Obama Starts Talks with Gulf Leaders Aimed at Easing Strains

U.S. President Barack Obama speaks with Oman's Deputy Prime Minister Sayyid Fahd bin Mahmoud al Said (L), Saudi Arabia's King Salman (2nd R) and Bahrain's King Hamad bin Isa al-Khalifa (R) during the summit of the Gulf Cooperation Council (GCC) in Riyadh, Saudi Arabia, April 21. REUTERS/Kevin Lamarque

By Roberta Rampton

RIYADH, April 21  – U.S. President Barack Obama and Gulf Arab leaders started talks in Riyadh on Thursday at a summit aimed at forging joint action on perceived security threats from Iran and Daesh, and at ironing out strains in their old alliance.

Obama, who arrived on Wednesday, hopes to allay Gulf countries’ fears over Iranian influence and encourage them to douse sectarian tensions in an effort to confront the threat posed by jihadist militants like Daesh.

Those issues were addressed in his bilateral talks on Wednesday and Thursday with leaders from Saudi Arabia, the United Arab Emirates, Kuwait and Qatar, and will dominate again in the summit which includes the other Gulf Cooperation Council (GCC) members.

The region’s crises, including civil wars in Syria, Yemen and Iraq, in which the U.S. and Gulf states have cooperated but still disagree on some issues, are important areas of discussion.

“On the core issues, there’s agreement about where we want to go,” Ben Rhodes, Obama’s deputy national security adviser, told reporters at a briefing in Riyadh.

He said strains in ties in recent years reflected differences over tactics rather than goals.

“This summit allows us to align our approaches and strategies,” he said.

Years of frustration among Gulf countries, aggravated by more recent stumbles, may make Saudi Arabia and its regional allies less receptive to Obama on his fourth and most probably final trip to the kingdom.

The Middle East is mired in a contest for influence between a bloc of mostly Sunni countries, including the conservative, pro-Western Gulf monarchies, and revolutionary Shiite Iran and its allies.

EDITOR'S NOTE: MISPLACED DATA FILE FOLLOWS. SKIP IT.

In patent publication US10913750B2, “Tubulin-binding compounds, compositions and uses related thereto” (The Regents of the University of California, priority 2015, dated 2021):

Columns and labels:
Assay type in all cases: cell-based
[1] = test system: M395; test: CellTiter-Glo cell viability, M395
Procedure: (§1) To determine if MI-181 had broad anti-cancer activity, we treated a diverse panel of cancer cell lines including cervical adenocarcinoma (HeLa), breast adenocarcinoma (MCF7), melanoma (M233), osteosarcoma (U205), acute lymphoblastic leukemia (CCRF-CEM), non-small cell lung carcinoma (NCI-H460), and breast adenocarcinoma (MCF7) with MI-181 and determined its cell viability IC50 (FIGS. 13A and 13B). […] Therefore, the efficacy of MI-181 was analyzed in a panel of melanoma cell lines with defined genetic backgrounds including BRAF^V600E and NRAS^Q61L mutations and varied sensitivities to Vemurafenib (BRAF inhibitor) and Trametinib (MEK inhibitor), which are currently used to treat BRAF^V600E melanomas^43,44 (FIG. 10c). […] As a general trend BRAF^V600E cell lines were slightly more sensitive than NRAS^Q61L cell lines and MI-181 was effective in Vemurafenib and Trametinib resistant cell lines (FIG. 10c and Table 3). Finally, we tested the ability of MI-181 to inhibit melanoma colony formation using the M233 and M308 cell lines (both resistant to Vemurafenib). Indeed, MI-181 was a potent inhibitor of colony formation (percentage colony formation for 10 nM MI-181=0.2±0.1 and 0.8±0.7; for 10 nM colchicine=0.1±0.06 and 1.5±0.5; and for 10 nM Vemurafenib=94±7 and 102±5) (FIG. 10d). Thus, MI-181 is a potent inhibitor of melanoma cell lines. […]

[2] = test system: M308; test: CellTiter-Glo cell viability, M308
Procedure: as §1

Most of the GCC states, which also include Bahrain and Oman, have been bitterly disappointed in Obama’s presidency, during which they believe the United States has pulled back from the region, giving more space to Iran.

They were also upset by Obama’s remarks in a magazine interview that appeared to cast them as “free-riders” in U.S. security efforts and urged them to “share” the region with Tehran.

Rhodes said a two-hour meeting with Saudi Arabia’s King Salman on Wednesday was the longest the two leaders had shared and included a “very open and honest discussion” that included issues which were a source of tension, without specifying them.

“I think they both agreed that it was good to essentially have this opportunity to clear the air,” he said.

The American president has said he wants Gulf allies to offer more democratic reforms and improve human rights, and he discussed that with King Salman on Wednesday.

Adding to tensions is a bill proposed in U.S. Congress to lift Riyadh’s immunity if any Saudi officials are found to have been involved in the Sept. 11, 2001, attacks. Obama has said he opposes the bill because it could lead to cases directed against the United States in foreign courts.

UNDERLYING STRENGTH

The United States remains deeply enmeshed in Gulf security, cooperating closely with the monarchies to strengthen their armed forces and share intelligence aimed at countering Islamist militant groups.

That underlying strong relationship was underscored in a cartoon published on Thursday in the pan-Arab daily Asharq al-Awsat, owned by King Salman’s branch of the Al Saud ruling family.

It showed a Shiite cleric in black turban and robes, marked “Iran”, sweating with alarm as he read a newspaper headlined “Obama in Riyadh”.

All the Saudi newspapers published several pages of photographs of Obama’s meetings with Salman and other princes.

In keeping with a noticeably low-key approach by Saudi Arabia’s government, however, neither that photo opportunity, nor the GCC meeting’s opening statements, were broadcast on live television, as has often been the case before.

The American president is expected to make a statement after the talks at Diriyah Palace before departing for London.

 

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